U.S. federal government agencies have made a concerted effort to stay on top of digital transformation projects, given the rapid pace of IT evolution. But when the COVID-19 pandemic began, and stay-at-home orders were put in place, the need for digital transformation solutions and the ability to implement them immediately became an imperative.
“I think all of us could say that in government, IT has been the difference between keeping an agency going to provide mission-essential services or falling behind,” said Nancy Sieger, Chief Information Officer at the Internal Revenue Service (IRS). “The undeniable truth about today’s world is that we’re more virtual, more connected, and more dependent on technology than we’ve ever been before.”
Federal agencies have evolved to meet the challenges introduced by the pandemic, such as access to government services. The Social Security Administration made several updates to their website, which will allow citizens to upload and sign documents or forms online, without having to go into a physical office.
Another change brought on by the pandemic was an increase in government employees working from home. In order to ensure security and seamless-connectivity, agencies like the Department of Defense have invested in cloud-based services and secure data storage solutions.
Changes like these provide scalability, improved essential services, and enhanced communication abilities. Change, however, does not come without its fair share of obstacles.
One of the most challenging problems faced by government agencies is the length of time between acquisition and deployment. Because of the typically lengthy acquisition process, the technology has oftentimes become obsolete by the time agencies acquire these modernized solutions.
Nick Psaki, Principal Technology Strategist at Pure Storage, explained how the company is trying to address this endless cycle of technology debt that is breaking the backs of government agencies. “We are trying to create a boundaryless infrastructure by moving data seamlessly so that agencies can focus on their mission and their activities and not maintenance… [We’ve given] them assurance that whatever they want to do in the future is already inherently in the system, or will be in the system, and implemented without any disruption and without increasing cost.”
In a recent conversation with federal technology leaders, Psaki explained how some agencies have been able to overcome these challenges and have been able to drive modernization efforts quickly, not just to alleviate the pressures of the pandemic, but also enabling agencies to scale at speed to deliver seamlessly on an ever-more complex mission.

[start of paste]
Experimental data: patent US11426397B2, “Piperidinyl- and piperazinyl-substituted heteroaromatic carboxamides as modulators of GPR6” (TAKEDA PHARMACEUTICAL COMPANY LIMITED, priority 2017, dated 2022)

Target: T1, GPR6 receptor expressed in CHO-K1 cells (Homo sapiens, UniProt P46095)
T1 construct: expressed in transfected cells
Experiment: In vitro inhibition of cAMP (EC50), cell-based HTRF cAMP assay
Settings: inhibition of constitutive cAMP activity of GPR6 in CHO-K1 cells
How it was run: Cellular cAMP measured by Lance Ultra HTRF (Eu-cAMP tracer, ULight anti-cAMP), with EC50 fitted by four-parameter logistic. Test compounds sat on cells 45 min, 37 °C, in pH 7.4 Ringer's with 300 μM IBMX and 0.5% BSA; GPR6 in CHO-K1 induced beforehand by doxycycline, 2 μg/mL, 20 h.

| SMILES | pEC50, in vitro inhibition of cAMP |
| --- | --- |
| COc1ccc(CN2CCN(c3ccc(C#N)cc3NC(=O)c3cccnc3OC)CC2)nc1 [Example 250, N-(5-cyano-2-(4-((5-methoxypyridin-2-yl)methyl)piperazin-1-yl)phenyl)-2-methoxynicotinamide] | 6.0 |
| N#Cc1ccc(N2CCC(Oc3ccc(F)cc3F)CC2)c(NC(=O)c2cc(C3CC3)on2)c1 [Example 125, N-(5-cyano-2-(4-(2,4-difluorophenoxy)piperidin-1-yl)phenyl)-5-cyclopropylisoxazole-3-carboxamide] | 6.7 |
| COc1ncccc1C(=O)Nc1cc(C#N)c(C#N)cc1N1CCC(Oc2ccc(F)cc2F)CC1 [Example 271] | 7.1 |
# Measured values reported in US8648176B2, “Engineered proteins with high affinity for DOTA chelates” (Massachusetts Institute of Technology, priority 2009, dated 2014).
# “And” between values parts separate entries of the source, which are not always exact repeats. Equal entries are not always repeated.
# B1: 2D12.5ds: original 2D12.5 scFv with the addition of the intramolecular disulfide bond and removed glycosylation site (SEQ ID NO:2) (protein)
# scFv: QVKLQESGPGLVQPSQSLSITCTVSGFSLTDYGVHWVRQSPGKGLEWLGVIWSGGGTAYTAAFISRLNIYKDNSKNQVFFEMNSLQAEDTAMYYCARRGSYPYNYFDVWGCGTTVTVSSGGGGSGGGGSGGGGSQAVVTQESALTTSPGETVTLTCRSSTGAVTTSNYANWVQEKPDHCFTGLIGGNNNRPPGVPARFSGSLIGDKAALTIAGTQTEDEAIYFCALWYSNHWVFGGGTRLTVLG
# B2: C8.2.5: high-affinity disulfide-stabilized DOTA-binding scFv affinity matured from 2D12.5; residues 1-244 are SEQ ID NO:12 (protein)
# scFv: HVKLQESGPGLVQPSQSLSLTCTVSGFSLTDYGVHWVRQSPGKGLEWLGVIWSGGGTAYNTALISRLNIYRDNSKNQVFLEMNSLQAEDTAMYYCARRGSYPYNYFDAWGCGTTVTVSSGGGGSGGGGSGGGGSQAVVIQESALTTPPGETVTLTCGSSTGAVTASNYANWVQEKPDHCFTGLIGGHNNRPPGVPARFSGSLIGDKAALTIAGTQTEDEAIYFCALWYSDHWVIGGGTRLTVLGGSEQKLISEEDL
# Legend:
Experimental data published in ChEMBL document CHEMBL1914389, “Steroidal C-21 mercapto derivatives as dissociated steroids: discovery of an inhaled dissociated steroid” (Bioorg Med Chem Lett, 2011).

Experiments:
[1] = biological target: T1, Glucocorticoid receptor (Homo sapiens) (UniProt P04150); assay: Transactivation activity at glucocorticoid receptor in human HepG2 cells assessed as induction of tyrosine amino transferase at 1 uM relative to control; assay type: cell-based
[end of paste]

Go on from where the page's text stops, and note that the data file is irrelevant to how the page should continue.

“We are working diligently to address the need for higher storage capacity and increasing the speeds at which that data can be leveraged,” said Psaki. “We are extending the scale to address growth and data [while also] improving the user experience to make the underlying technology invisible and then the acquisition model to make it easy for customers to adopt and sustain a modern data infrastructure.”
The pandemic underscored the inherent need for government agencies to be able to share and use data seamlessly and securely. But this is only the beginning of what next-generation data storage can do. Secure, shared data management creates an invisible connection that empowers government employees to make better decisions, move information faster, and deliver on the mission more efficiently and effectively.
“Technology is an enabler for greater capacity and better security,” said Psaki. “[Modernized systems] also provide better connectivity to new and evolving IT architecture applications.”
As federal agencies continue their modernization journeys, the ability to be flexible and adaptable is key. This not only applies to acquisition capabilities, but the technology itself. With federal agencies becoming increasingly data-driven, a modern data infrastructure is the foundation of mission success.
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